In my first job, I constantly heard from management about the desire for employees “take ownership” over our work and the business. They didn’t mean literal ownership of course, but it took me awhile to get the real message.
After an early promotion was delayed, I received some helpful mentoring on what the company was really after. They wanted proactive problem-solvers. While I thought I was one, I wasn’t showing enough action to convince others.
Looking back years later, I now understand what my first managers wanted and have come to value it in my professional relationships as well. In fact, I’ve noticed three distinct groups of people I’ve managed over the years and what they do:
Poor employees complain and blame. Average employees do what they are told. Promotable employees come to bosses and clients with solutions and proactively take action.
My problem early on was that I was an average employee. I didn’t complain, but I also didn’t proactively do a lot to resolve problems when they came up. It held me back for awhile, but now I know better.
Today, I use these three steps when addressing issues with bosses, organizations, and clients. Use these steps and you can avoid the same mistakes I did and sound like someone who’s ready to get promoted:
1. Collect the facts
While poor performers are pointing fingers and average performers are unsure what to do, top performers systematically collect facts about the situation so they can more confidently take actions that address root causes.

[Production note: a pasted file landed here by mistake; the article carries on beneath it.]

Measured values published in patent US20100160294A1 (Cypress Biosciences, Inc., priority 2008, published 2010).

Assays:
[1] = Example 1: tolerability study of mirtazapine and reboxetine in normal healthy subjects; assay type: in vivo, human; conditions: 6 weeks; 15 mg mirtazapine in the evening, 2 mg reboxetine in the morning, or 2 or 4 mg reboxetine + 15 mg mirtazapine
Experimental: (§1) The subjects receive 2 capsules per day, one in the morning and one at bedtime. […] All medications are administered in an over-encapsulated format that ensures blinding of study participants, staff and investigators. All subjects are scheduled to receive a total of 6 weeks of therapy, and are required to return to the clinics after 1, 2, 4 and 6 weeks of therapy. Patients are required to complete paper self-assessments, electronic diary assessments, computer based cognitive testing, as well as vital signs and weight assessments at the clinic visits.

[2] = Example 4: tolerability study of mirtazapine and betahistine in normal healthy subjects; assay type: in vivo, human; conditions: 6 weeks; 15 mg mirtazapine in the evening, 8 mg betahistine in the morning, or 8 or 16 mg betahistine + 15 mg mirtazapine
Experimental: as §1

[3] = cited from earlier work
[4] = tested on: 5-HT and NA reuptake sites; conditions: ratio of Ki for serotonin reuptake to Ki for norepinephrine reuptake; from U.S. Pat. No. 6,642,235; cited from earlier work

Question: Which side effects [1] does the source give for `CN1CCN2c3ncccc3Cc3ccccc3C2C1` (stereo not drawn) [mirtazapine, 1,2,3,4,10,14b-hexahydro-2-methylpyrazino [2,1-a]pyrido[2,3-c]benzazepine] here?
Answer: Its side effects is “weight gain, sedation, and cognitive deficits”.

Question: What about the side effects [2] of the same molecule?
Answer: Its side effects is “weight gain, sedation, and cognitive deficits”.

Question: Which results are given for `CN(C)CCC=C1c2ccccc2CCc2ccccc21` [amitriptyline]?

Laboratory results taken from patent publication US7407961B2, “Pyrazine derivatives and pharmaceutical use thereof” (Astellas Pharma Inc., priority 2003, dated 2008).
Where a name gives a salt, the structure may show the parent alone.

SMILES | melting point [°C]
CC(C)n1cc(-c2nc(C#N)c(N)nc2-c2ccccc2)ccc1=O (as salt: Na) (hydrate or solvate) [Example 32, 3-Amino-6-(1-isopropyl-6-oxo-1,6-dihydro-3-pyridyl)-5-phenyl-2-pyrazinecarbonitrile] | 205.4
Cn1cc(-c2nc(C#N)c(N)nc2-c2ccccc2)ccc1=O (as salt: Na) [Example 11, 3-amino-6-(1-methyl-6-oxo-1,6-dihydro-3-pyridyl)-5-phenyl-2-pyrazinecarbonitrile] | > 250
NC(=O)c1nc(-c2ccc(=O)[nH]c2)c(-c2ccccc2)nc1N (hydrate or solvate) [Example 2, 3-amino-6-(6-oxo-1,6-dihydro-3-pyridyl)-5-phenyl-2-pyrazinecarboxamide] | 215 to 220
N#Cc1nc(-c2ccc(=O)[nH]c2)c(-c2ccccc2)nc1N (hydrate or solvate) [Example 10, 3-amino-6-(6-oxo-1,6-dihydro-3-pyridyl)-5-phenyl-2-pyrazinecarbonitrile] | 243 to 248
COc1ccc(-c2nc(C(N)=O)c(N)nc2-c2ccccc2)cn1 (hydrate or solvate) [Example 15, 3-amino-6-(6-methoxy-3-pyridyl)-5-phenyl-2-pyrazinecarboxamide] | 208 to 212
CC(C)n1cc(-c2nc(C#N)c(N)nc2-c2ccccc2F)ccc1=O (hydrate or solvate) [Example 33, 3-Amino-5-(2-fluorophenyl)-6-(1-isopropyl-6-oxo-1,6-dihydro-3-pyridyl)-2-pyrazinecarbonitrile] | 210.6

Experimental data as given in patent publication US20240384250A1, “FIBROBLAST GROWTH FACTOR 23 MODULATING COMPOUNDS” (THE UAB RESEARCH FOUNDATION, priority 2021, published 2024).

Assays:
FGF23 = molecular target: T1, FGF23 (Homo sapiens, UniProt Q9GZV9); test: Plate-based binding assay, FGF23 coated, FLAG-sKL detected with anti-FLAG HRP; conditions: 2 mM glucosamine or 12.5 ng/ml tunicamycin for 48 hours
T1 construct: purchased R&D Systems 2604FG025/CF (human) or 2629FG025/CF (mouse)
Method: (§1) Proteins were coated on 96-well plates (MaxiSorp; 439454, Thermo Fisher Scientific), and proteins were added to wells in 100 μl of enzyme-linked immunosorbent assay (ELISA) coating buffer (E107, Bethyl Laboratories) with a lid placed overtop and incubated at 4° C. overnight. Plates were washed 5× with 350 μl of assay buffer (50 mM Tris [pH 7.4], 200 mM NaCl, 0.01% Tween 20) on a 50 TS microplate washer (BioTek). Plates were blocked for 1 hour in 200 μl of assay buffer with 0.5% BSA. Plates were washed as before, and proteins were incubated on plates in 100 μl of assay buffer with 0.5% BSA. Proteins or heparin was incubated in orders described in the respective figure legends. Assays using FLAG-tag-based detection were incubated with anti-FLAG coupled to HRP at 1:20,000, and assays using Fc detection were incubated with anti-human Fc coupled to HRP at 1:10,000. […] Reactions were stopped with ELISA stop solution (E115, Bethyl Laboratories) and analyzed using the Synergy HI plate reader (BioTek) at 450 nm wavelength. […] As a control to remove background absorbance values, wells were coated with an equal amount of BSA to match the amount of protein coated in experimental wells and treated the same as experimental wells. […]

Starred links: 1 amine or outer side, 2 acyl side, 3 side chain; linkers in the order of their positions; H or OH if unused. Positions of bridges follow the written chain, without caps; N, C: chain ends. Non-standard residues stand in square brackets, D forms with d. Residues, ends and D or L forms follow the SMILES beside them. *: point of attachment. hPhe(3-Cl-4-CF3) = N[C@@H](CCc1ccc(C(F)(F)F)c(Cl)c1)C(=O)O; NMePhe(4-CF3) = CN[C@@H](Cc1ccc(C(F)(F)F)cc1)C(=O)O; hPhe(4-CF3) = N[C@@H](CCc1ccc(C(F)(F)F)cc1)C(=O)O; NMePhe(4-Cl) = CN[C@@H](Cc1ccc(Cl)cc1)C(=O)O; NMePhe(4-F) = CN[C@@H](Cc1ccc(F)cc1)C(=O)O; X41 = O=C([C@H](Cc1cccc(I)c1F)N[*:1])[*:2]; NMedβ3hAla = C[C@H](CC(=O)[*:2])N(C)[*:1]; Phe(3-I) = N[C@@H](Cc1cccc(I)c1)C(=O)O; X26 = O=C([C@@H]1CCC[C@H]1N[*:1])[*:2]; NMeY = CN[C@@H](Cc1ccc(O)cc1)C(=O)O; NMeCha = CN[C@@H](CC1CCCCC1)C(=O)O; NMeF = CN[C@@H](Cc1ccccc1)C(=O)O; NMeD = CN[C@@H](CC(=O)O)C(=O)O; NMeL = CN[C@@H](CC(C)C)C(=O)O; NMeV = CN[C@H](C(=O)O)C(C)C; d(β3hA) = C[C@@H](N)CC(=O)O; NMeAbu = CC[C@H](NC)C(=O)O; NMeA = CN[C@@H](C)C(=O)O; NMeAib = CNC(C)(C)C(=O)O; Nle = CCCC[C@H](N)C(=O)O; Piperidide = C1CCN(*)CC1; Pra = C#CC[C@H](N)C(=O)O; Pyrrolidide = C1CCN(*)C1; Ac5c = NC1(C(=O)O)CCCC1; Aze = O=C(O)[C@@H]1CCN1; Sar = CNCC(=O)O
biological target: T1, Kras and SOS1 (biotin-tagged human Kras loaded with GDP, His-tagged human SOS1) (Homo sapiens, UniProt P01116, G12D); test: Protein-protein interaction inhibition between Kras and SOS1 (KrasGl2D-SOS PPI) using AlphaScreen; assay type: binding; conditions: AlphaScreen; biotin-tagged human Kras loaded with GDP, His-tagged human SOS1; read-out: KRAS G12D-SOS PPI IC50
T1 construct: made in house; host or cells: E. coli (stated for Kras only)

Top performers also know that few people aim to generate problems. That’s why they also look at systems, procedures, and organizational culture for clues on what may have triggered the issue and how to solve it for good.
2. Demonstrate your ability to take action
When Colin Powell advised leaders after his retirement as Chairman of the Joint Chiefs of Staff, he prescribed this formula:
Use the formula P=40 to 70, in which P stands for the probability of success and the numbers indicate the percentage of information acquired. Once the information is in the 40 to 70 range, go with your gut.
Many of the leaders I coach make the same error I did early on; they wait for the information acquired to be 85–90% or higher before taking action. This delays solutions and demonstrates to others that you can only handle situations where the answer is obvious and safe (not exactly an amazing leadership trait).
Today, I’d much rather have someone take the action they thought was right than wait around for me or someone else to make the call.
3. Come to the table with solutions
If the situation is complex and it isn’t appropriate to proceed without input, top performers go to the boss or client and brief them on the above and then clearly recommend the action to be taken.
Average employees go to the boss or client and ask, “What should I do?”
With rare exceptions, I consistently find bosses and clients appreciate proactive problem-solving and action. Often, this leads to them either endorsing a recommendation fully or incorporating much of it into their next steps.
Finally, once you’ve earned trust over time, it’s rarely necessary to wait for formal approval. Keep moving forward and keep bosses and clients in the loop on what you’re doing to solve their problems. If they disagree, they’ll tell you.
More likely though, they’ll be wishing they had more people like you.